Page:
Central Michigan CSA

  (Clare, Michigan)
Proudly Serving Mid Michigan Familys
[ Member listing ]

Mid Michigan CSA Sign Up Season is in Full Swing

Social media makes it easy to stay connected with other Michigan CSA Farms and I've noticed membership is in full swing. Earlier today I saw a couple local CSA's that were all full and have already closed membership. I manage the Central Michigan CSA and we open our membership the first of January and we are usually able to leave it open well into spring.

Over the past several years I've notice that the CSA season depends on where you live.  There several areas that allow for an all year round CSA program, though most farms seem to break it up into several chunks of time.

Most mid Michigan CSA programs operate much like ours as far as membership signup goes, some close earlier than others though.  It really depends on the farm and the farmer who manages the program.

The Central Michigan CSA serves families throughout the Mid Michigan area and we usually see a large group of members sign up in the month of January then February slows a bit. Then in March, April, May and June we see an increase in membership each month.  Over the past few years I've tracked the returning members and over 40% of returning members sign up early, in the month of January.

I've learned the MSU organic CSA has broken their program up into seasons and are now also offering a year round CSA.  One of our farm goals is to offer a winter CSA program in the future that would include canned foods grown here on our farm.  For now we offer a 18-20 week program and that seems to work well in growing zone.

What are your thoughts on a winter CSA program that would include cold weather crops and canned veggies? 

To learn more about our CSA farm you can visit our listing here on Local Harvest or stop by our farm website and read our Central Michigan CSA page. 



Central Michigan CSA Farm Growing Organic Produce For Mid Michigan Families

The Central Michigan CSA farm offers organic produce to it's CSA members in the Mid Michigan area all season long.  The spring of 2014 will be the first year the CSA farm will offer certified organic produce to those who participate in the popular farm co-op in the Mid Michigan area. 

Interested people can learn all about the farm, the food, and CSA program by visiting the Farm website at: http://www.MichiganFarmFreshProduce.com

 The CSA farm is currently enrolling new members and has several shares available for the upcoming season.  There are about 5 different share options to meet your families needs and there is even a share for those who prepare meals for one. 

Members will start to pick up their weekly shares in late May/early June and the season runs into October.  The typical season lasts between 18-20 weeks based on the last 4 years.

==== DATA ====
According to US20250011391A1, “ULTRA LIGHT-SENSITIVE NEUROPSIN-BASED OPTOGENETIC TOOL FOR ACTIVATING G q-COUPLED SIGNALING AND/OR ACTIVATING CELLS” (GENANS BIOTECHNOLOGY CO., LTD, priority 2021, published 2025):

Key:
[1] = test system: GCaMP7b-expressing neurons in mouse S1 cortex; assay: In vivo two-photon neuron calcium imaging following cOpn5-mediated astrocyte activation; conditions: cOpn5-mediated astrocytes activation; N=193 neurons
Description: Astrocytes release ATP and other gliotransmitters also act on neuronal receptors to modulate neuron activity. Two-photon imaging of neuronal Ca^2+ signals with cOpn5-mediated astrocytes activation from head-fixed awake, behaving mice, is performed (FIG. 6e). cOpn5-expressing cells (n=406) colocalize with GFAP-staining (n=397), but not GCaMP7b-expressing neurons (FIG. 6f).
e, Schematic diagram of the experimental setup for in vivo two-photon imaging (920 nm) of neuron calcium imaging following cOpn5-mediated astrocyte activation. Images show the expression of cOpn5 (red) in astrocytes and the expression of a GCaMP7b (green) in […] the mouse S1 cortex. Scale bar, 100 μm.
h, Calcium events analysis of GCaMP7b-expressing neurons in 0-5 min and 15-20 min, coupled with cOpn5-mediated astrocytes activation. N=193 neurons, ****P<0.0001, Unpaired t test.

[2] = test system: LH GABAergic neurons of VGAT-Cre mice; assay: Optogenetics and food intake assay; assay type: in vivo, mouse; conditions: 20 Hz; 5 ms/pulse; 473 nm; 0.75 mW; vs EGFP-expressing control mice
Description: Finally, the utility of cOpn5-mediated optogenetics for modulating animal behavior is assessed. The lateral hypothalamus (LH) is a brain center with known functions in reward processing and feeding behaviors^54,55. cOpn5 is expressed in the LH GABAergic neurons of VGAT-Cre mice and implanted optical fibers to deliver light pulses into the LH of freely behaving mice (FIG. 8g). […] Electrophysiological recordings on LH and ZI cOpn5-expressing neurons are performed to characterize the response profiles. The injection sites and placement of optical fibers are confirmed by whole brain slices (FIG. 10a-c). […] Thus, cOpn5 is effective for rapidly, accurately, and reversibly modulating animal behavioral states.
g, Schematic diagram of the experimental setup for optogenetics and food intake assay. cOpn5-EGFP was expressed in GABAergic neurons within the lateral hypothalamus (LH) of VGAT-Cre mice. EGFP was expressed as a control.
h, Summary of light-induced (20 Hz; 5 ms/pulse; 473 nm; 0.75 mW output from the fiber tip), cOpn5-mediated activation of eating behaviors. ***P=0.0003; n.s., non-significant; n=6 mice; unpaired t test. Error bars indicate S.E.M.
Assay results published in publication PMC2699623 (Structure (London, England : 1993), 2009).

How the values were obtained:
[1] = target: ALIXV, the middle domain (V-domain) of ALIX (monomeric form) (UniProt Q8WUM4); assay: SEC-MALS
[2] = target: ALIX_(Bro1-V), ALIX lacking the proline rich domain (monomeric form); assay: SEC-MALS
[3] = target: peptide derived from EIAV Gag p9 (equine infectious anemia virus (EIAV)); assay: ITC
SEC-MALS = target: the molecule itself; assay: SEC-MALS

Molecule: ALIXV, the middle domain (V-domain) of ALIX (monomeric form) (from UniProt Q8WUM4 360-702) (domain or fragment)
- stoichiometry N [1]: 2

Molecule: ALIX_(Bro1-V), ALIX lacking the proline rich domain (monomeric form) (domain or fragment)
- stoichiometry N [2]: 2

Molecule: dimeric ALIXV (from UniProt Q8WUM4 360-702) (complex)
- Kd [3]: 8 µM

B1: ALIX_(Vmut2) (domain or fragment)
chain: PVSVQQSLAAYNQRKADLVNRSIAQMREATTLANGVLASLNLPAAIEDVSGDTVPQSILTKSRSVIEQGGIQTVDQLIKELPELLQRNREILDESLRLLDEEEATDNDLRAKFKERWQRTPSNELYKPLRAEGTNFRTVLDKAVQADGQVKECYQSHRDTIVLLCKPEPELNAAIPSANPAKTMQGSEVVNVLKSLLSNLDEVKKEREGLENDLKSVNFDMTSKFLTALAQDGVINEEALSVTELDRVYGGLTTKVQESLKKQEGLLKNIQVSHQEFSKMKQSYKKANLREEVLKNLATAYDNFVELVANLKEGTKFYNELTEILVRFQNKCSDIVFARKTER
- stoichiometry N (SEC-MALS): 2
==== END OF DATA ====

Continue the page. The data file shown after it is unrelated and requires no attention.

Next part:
Here are some of the vegetables that are produce on Central Michigan CSA farm every year:

 Tomatoes Cucumbers
 Heirloom Tomatoes Lettuce
 Sweet Onions Sweet Corn

 Egg Plant

 Cabbage Watermelon
 Beets Green Beans
 Pickling Pickles Yellow Summer Squash
 Canning TomatoesZucchini
 Green Bell Peppers Butter Cup Squash
 Misc. Hot Peppers Butter Nut Squash
 Swiss Chard Sweet Dumpling Squash
 Radish Basil
 Potatoes Cilantro
 Kale oregano
 Asparagus Much, Much More....

 One of the practices that makes the Central Michigan CSA unique is that it also offers two Premium Share options that also include most every fruit grown here in Michigan.  The fruit offerings start in the late spring with fresh Michigan Strawberries, they are offered for around 4 weeks.  Blueberries, cherries, apricots, plumbs, raspberries, peaches and apples follow the strawberry harvest.  Besides these fruits, all members will find an assortment of homegrown melons throughout July, August and into September.

If you would like to learn more about the Central Michigan CSA farm and membership program, you can visit the farm website today.  While you're there, you should sign up for the CSA Newsletter and become a fan of their CSA Farm page on Facebook. 





Farm Fresh Eggs Offered Througout Mid Michigan~Non GMO

2014 will mark the first year the Central Michigan CSA farm will offer farm fresh eggs throughout the mid Michigan area.  We will have around 600 layers in production by the spring of 2014 and increase the flock to serve the interest we encounter.

We've decided to continue our farm policy of not supporting any GMO products by feeding the layers a strict NON-GMO feed.  They will be pastured during the warmer months along with being provided with free choice of non GMO layer crumble sourced locally.

We are offering Farm Fresh Egg shares through our Central Michigan CSA program and also will have around 120 dozen eggs available per week to the public. You can find our eggs at our Mid Michigan CSA pick up locations in Midland Mi, Mt. Pleasant Mi, Gladwin Mi, and also at our Clare roadside stand and our roadside stand in Sears Michigan which is at the corner of U.S. 10 and 66, next to Smokey Bones BBQ restaurant.